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Bombing Syria will cost Hundreds of Millions of dollars

August 29, 2013 - Ben Klein
I thought this country was broke, that we had to balance the budget and unless we didn't the people who run the government will shut this place down. That there was just no money for schools or education or fixing the bridges and roads we drive on every day.

There's always money for war, apparently.

Defense News "A cruise missile strike against Syria could cost the Pentagon hundreds of millions of dollars in weapons, according to experts and government documents.

Since any type of US military action is expected to last just a few days, the price tag would be similar to costs accrued during the early days of the 2011, five-month NATO operation to overthrow Libyan leader Moammar Gadhafi, defense analysts say.

The first few weeks of the Libyan operation cost the US about $600 million. About $340 million of that was directly was to replenish munitions, specifically sea-launched Raytheon Tomahawk cruise missiles and air-launched Boeing Joint Direct Attack munitions, according to a Congressional Research Service report.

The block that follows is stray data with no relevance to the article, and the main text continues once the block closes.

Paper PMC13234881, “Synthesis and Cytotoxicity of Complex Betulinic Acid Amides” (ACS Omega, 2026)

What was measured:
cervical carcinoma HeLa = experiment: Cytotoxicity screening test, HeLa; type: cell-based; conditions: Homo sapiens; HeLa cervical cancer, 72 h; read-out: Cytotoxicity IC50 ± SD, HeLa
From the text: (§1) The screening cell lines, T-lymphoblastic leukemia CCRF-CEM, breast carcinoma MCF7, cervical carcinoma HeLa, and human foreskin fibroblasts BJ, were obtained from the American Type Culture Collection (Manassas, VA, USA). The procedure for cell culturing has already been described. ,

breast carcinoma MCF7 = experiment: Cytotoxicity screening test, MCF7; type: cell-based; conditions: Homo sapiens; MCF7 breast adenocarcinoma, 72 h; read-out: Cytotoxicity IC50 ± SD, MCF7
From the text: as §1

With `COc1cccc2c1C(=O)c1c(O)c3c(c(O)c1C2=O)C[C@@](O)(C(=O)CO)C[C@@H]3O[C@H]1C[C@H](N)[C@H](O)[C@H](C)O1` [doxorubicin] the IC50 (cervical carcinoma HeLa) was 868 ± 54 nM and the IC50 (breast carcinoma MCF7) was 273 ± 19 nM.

Tomahawk Land Attack Missiles (T-LAMs) cost about $1.4 million each, according to government budget documents."

That's a lot of money that could be spent on Syrian refugees, humanitarian aid, teachers, schools, pot holes, bridges, hospitals, sewer systems and on and on and on.

Many news outlets covered the 50th anniversary of the March on Washing and Martin Luther King's "I have a dream" speech and asked just how far this country has come since then, I have not seen King's lesser known "Beyond Vietnam" speech in which he called the U.S. "the greatest purveyor of violence in the world today."

"These are the times for real choices and not false ones. We are at the moment when our lives must be placed on the line if our nation is to survive its own folly. Every man of humane convictions must decide on the protest that best suits his convictions, but we must all protest" and he continued "Now it should be incandescently clear that no one who has any concern for the integrity and life of America today can ignore the present war. If America's soul becomes totally poisoned, part of the autopsy must read "Vietnam." It can never be saved so long as it destroys the hopes of men the world over. So it is that those of us who are yet determined that "America will be" are led down the path of protest and dissent, working for the health of our land."

Stephen M. Walt at Foreign Policy uses Orwell's "Shooting an Elephant" to describe how Obama has basically backed himself into a corner.